We've been reading about the end times; both the grim losses and the beautiful coming of the Kingdom. This is the last section of that discourse.
This chapter starts with a song. Isaiah singing about his well-beloved and a vineyard.
- His well-beloved had a vineyard and it was on a fertile hill, so it should have done well.
- He did all the right things to foster a good yield.
- But it produced only worthless grapes.
Starting in verse three, the personal pronouns are capitalized. So I assume we've changed perspective and now the Lord is speaking directly. He explains what He'll do with the vineyard now.
- Take down the hedges.
- Break down the walls.
- Lay waste without pruning or hoeing
- and bring no rain
In verse 7, it appears to me that Isaiah is speaking again. He makes it clear that the vineyard is Israel and the Lord of hosts (Never pleasant when that Name comes out) is displeased with how it is performing.
- He expected these men to act with justice. But instead, they brought bloodshed
- He expected them to act with righteousness; but instead He hears the cries of those being taken advantage of.
He goes on in verses 8-25 to catalogue the specific wrongs committed by His people that have brought Him to the conclusion that the vineyard is bearing bad fruit. And He starts each indictment with "Woe". Again, not a the word you want the Lord of Hosts to use in regards to your future.
Verse 8: Woe to the land grabbers. Who thought they'd get rich, or were rich, and decided to take more than their share. The Lord promises them that it won't work out for them. It will take all of their land and the mansions on it to produce a small amount of wine or grain.
Verse 11: Woe to the drunks. The first part is expected for me. Woe to those who get up early to drink and stay up late to drink. But verse 12 has an interesting twist.
And their banquets are accompanied by lyre and harp, by tambourine and flute, and by wine; but they do not pay attention to the deeds of the Lord, not do they consider the work of His hands.Isaiah 5:12
I know at least a few of those instruments were developed by David for worship of the Lord in the Temple. But it never occurred to me that to always bring Him to mind. It makes total sense, because music is such a powerful influence on the emotions. Of course it was solely supposed to be a gift between us and our Creator and of course the enemy would want us to separate the advantages and purpose of an invention and just turn it to world purposes.
I have some meditating to do on this.
Verses 13-18 are related to the those who face the woe of the drunkard. It leaves the people ignorant. So either those drinking were in charge of teaching or showing about the Lord; or the music taught the wrong things, or a series of problems combined to leave the people ignorant and heading to hell. And all of that leading to the desperate situation described in the earlier chapters.
Verse 18 Woe to those who...[I've got to admit; I'm not sure how to sum up this one.]
- The first line seems to be someone dragging iniquity with cords of falsehoods. So they are keeping sin with them by their lies?
- and the second half seems to also be an image of pulling or dragging sin around with cart ropes.
Verse 19 continues by explaining that those who are dragging their sin around also demand that the Lord do His work faster so that they can see it.
The Ryrie Study Bible footnote says that these are blasphemous people who taunt God to do anything about it. Yikes. Which we see a lot of today.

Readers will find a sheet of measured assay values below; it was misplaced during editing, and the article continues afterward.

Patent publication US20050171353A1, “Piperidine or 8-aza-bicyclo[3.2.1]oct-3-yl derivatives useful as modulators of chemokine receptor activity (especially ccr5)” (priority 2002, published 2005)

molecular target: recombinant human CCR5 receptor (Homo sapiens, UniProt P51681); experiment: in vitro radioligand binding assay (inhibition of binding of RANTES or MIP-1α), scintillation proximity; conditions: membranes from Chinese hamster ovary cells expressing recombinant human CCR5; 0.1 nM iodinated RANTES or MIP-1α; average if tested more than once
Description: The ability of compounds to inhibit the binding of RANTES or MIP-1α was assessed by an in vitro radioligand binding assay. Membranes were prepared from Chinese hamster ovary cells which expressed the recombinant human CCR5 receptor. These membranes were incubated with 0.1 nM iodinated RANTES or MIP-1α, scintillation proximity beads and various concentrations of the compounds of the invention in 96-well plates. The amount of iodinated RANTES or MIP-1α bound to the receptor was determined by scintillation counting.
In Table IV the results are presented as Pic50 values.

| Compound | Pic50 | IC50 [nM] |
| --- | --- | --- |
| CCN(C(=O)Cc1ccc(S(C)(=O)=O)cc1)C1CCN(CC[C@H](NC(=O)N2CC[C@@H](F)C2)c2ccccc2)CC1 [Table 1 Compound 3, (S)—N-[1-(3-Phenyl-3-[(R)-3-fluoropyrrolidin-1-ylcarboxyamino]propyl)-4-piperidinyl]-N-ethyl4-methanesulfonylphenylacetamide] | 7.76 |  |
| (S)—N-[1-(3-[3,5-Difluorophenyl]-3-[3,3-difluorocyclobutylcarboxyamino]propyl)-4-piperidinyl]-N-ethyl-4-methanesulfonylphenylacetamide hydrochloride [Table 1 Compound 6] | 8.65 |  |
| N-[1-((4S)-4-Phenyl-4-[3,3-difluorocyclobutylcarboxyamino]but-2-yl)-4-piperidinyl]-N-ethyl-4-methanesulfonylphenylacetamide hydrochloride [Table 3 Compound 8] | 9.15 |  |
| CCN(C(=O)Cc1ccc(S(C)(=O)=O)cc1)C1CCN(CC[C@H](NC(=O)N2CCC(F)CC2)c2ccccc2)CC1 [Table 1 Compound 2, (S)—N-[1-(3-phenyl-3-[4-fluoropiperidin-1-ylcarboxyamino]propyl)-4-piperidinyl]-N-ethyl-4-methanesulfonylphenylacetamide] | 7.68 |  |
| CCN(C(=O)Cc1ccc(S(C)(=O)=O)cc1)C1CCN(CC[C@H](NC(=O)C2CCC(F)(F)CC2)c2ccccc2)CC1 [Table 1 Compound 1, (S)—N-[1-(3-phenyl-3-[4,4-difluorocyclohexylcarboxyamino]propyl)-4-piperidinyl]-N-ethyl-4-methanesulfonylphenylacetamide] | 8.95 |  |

The Warren Wiersbe Commentary, Be Comforted, interprets this to be careless ness. Those bound by their sin and yet mocking God.
Verse 20 is the well know indictment of those who call evil good and good evil. And who confuse darkness and light and bitter and sweet. Which we also see a lot of today!
Uh oh...Getting closer and closer to home here...Verse 21 offers Woe to those who are wise in their own eyes and clever in their own sight. Super double scary yikes.
Verse 22 and 23 once again takes up the drinker, but this time of a different variety. It describes those who are heroes in drinking wine and valiant men in strong drink. That could be taken as they get bold and braggart about what they would do in battle from the safety of the bar stool or those who are just so heavy drinkers that he's giving them sarcastic super titles for it. Either way...not good to be on this list. These same hero/mighty drinkers are also indicted for justifying the wicked for a bribe to the detriment of those who were in the right.
Ryrie says these are drunken judges, which makes sense. It also adds 24-25 to this "Woe". These judges of 22-23 (or maybe all of the "Woes") will be like grass in a fire because they rejected the Lord and His Word.
Verse 25 even more graphically describes how He will stretch out His hand, the mountains will shake, and their corpses will litter the streets.
And His anger is still not spent. His hand is still stretched out.
Wow. That is the single most terrifying image ever. The grim side of "God's not through with you yet."
Verse 26 starts a new paragraph in which God calls to foreign armies and they come strong, equipped, and ready. "It growls as it seizes the prey, and carries it off with no one to deliver it."
My human instinct is to cringe and wonder if God is doing the right thing. Only because I know I have earned that wrath and I'm accustomed to the visible grace of Jesus. But then I remember all of the sin, and the taunting, and the seeking of their own (and me my own)...and I know that God is just and righteous. We have to know Him as this God to understand the whole story; and the remarkable sacrifice of Jesus.
He drank the cup of that wrath for me!
Chapter 5 ends the discourse that ran from chapters 2-5. Now, I think, the timeline shifts and we're going back to Isaiah's calling in the famous chapter 6.